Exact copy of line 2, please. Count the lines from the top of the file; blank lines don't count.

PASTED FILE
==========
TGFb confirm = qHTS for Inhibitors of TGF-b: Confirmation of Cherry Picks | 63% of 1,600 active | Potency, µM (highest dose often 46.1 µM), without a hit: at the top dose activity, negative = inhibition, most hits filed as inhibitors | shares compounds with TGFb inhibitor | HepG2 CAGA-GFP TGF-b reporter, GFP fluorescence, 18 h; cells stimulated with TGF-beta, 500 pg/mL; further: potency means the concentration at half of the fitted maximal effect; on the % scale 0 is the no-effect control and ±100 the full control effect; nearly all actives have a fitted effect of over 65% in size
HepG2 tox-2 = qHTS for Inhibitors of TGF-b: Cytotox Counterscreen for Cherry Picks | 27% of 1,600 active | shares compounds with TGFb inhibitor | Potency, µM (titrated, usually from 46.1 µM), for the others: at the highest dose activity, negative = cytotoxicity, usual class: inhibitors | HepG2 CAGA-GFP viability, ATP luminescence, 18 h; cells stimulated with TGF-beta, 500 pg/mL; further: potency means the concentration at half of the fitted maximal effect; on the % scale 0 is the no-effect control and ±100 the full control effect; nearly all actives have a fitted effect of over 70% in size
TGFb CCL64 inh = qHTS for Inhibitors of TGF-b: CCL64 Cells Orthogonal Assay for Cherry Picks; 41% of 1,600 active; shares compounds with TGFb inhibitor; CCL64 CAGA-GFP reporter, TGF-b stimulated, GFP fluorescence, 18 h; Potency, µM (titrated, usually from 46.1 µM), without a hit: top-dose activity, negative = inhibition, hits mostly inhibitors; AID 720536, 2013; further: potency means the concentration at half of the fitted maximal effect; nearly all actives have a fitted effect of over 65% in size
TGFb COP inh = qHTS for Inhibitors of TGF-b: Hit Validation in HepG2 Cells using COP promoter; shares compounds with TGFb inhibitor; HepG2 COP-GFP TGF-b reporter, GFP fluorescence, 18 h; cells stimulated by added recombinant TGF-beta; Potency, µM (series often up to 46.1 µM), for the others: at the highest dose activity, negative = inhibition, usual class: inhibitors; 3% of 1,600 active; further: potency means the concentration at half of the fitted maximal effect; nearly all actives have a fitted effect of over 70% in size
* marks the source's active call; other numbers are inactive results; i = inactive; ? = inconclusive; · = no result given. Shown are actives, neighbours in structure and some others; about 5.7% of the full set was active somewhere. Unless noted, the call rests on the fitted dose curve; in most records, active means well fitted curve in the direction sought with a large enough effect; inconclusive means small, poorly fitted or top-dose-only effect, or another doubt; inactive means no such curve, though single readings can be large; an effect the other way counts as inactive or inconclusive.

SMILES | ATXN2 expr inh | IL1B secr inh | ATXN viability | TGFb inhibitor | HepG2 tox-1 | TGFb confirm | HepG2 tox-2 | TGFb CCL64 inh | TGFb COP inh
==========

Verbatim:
HepG2 tox-2 = qHTS for Inhibitors of TGF-b: Cytotox Counterscreen for Cherry Picks | 27% of 1,600 active | shares compounds with TGFb inhibitor | Potency, µM (titrated, usually from 46.1 µM), for the others: at the highest dose activity, negative = cytotoxicity, usual class: inhibitors | HepG2 CAGA-GFP viability, ATP luminescence, 18 h; cells stimulated with TGF-beta, 500 pg/mL; further: potency means the concentration at half of the fitted maximal effect; on the % scale 0 is the no-effect control and ±100 the full control effect; nearly all actives have a fitted effect of over 70% in size